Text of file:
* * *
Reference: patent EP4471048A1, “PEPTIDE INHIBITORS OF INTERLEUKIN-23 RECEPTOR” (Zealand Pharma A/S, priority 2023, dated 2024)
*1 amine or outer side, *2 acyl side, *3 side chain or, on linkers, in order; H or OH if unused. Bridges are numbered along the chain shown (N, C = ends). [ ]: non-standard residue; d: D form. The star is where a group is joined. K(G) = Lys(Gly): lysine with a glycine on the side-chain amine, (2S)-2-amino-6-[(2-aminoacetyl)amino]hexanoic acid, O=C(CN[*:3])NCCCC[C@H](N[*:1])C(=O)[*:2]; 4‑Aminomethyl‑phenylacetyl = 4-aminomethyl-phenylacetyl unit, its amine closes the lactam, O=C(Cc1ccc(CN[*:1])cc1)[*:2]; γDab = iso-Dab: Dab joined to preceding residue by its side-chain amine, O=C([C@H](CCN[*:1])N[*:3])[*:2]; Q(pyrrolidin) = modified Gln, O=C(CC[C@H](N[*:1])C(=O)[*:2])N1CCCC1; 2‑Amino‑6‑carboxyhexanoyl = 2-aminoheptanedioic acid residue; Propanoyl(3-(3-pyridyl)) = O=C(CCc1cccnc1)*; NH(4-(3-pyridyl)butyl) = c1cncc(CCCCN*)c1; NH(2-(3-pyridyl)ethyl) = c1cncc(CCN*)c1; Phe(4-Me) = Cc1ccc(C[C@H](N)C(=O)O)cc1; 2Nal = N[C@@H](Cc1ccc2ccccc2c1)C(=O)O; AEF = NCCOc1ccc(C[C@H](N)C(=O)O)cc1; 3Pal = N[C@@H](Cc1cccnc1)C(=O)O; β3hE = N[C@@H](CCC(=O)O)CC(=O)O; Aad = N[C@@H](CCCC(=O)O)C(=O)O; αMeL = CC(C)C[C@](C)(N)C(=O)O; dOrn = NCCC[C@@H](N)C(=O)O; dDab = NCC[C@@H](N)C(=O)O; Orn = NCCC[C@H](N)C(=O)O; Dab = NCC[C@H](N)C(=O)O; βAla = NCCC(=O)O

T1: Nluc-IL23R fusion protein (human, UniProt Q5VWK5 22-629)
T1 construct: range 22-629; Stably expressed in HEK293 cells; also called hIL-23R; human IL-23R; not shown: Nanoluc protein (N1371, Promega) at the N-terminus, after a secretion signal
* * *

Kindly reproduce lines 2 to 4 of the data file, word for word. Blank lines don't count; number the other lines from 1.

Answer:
*1 amine or outer side, *2 acyl side, *3 side chain or, on linkers, in order; H or OH if unused. Bridges are numbered along the chain shown (N, C = ends). [ ]: non-standard residue; d: D form. The star is where a group is joined. K(G) = Lys(Gly): lysine with a glycine on the side-chain amine, (2S)-2-amino-6-[(2-aminoacetyl)amino]hexanoic acid, O=C(CN[*:3])NCCCC[C@H](N[*:1])C(=O)[*:2]; 4‑Aminomethyl‑phenylacetyl = 4-aminomethyl-phenylacetyl unit, its amine closes the lactam, O=C(Cc1ccc(CN[*:1])cc1)[*:2]; γDab = iso-Dab: Dab joined to preceding residue by its side-chain amine, O=C([C@H](CCN[*:1])N[*:3])[*:2]; Q(pyrrolidin) = modified Gln, O=C(CC[C@H](N[*:1])C(=O)[*:2])N1CCCC1; 2‑Amino‑6‑carboxyhexanoyl = 2-aminoheptanedioic acid residue; Propanoyl(3-(3-pyridyl)) = O=C(CCc1cccnc1)*; NH(4-(3-pyridyl)butyl) = c1cncc(CCCCN*)c1; NH(2-(3-pyridyl)ethyl) = c1cncc(CCN*)c1; Phe(4-Me) = Cc1ccc(C[C@H](N)C(=O)O)cc1; 2Nal = N[C@@H](Cc1ccc2ccccc2c1)C(=O)O; AEF = NCCOc1ccc(C[C@H](N)C(=O)O)cc1; 3Pal = N[C@@H](Cc1cccnc1)C(=O)O; β3hE = N[C@@H](CCC(=O)O)CC(=O)O; Aad = N[C@@H](CCCC(=O)O)C(=O)O; αMeL = CC(C)C[C@](C)(N)C(=O)O; dOrn = NCCC[C@@H](N)C(=O)O; dDab = NCC[C@@H](N)C(=O)O; Orn = NCCC[C@H](N)C(=O)O; Dab = NCC[C@H](N)C(=O)O; βAla = NCCC(=O)O

T1: Nluc-IL23R fusion protein (human, UniProt Q5VWK5 22-629)
T1 construct: range 22-629; Stably expressed in HEK293 cells; also called hIL-23R; human IL-23R; not shown: Nanoluc protein (N1371, Promega) at the N-terminus, after a secretion signal